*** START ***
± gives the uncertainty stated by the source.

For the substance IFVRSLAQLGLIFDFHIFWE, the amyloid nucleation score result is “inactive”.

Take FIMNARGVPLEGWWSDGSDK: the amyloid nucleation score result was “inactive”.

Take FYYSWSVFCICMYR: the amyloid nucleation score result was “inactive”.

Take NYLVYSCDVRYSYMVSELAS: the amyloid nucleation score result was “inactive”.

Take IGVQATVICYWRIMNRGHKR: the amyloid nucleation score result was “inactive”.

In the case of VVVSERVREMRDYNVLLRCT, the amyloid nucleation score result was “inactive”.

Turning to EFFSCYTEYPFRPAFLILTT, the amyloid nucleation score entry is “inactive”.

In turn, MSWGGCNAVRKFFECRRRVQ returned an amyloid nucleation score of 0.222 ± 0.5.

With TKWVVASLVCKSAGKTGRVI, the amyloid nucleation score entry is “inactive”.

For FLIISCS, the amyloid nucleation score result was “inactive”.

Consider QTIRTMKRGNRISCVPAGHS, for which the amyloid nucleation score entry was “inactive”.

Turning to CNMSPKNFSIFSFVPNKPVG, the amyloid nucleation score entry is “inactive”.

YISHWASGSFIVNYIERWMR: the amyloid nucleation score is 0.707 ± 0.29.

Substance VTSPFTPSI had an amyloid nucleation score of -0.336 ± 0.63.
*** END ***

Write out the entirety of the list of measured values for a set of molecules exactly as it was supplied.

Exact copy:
± gives the uncertainty stated by the source.

For the substance IFVRSLAQLGLIFDFHIFWE, the amyloid nucleation score result is “inactive”.

Take FIMNARGVPLEGWWSDGSDK: the amyloid nucleation score result was “inactive”.

Take FYYSWSVFCICMYR: the amyloid nucleation score result was “inactive”.

Take NYLVYSCDVRYSYMVSELAS: the amyloid nucleation score result was “inactive”.

Take IGVQATVICYWRIMNRGHKR: the amyloid nucleation score result was “inactive”.

In the case of VVVSERVREMRDYNVLLRCT, the amyloid nucleation score result was “inactive”.

Turning to EFFSCYTEYPFRPAFLILTT, the amyloid nucleation score entry is “inactive”.

In turn, MSWGGCNAVRKFFECRRRVQ returned an amyloid nucleation score of 0.222 ± 0.5.

With TKWVVASLVCKSAGKTGRVI, the amyloid nucleation score entry is “inactive”.

For FLIISCS, the amyloid nucleation score result was “inactive”.

Consider QTIRTMKRGNRISCVPAGHS, for which the amyloid nucleation score entry was “inactive”.

Turning to CNMSPKNFSIFSFVPNKPVG, the amyloid nucleation score entry is “inactive”.

YISHWASGSFIVNYIERWMR: the amyloid nucleation score is 0.707 ± 0.29.

Substance VTSPFTPSI had an amyloid nucleation score of -0.336 ± 0.63.